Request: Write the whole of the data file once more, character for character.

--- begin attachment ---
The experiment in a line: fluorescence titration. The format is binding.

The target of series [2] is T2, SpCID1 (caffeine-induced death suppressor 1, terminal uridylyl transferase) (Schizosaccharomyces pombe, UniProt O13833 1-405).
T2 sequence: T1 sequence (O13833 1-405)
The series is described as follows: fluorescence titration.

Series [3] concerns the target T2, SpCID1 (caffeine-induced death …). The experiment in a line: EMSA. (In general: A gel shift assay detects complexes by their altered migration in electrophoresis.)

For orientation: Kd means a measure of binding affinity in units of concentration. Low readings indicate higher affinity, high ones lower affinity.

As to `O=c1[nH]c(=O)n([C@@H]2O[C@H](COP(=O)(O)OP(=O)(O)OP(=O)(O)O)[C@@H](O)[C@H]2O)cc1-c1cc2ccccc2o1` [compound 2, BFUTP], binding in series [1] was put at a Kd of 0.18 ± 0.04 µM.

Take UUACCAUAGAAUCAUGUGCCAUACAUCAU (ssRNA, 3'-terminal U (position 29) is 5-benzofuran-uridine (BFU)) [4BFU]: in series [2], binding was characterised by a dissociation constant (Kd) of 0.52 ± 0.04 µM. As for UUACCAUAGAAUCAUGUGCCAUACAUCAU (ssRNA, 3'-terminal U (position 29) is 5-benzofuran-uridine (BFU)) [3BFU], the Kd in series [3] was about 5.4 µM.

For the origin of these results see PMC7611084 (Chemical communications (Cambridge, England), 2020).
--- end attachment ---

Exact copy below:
The experiment in a line: fluorescence titration. The format is binding.

The target of series [2] is T2, SpCID1 (caffeine-induced death suppressor 1, terminal uridylyl transferase) (Schizosaccharomyces pombe, UniProt O13833 1-405).
T2 sequence: T1 sequence (O13833 1-405)
The series is described as follows: fluorescence titration.

Series [3] concerns the target T2, SpCID1 (caffeine-induced death …). The experiment in a line: EMSA. (In general: A gel shift assay detects complexes by their altered migration in electrophoresis.)

For orientation: Kd means a measure of binding affinity in units of concentration. Low readings indicate higher affinity, high ones lower affinity.

As to `O=c1[nH]c(=O)n([C@@H]2O[C@H](COP(=O)(O)OP(=O)(O)OP(=O)(O)O)[C@@H](O)[C@H]2O)cc1-c1cc2ccccc2o1` [compound 2, BFUTP], binding in series [1] was put at a Kd of 0.18 ± 0.04 µM.

Take UUACCAUAGAAUCAUGUGCCAUACAUCAU (ssRNA, 3'-terminal U (position 29) is 5-benzofuran-uridine (BFU)) [4BFU]: in series [2], binding was characterised by a dissociation constant (Kd) of 0.52 ± 0.04 µM. As for UUACCAUAGAAUCAUGUGCCAUACAUCAU (ssRNA, 3'-terminal U (position 29) is 5-benzofuran-uridine (BFU)) [3BFU], the Kd in series [3] was about 5.4 µM.

For the origin of these results see PMC7611084 (Chemical communications (Cambridge, England), 2020).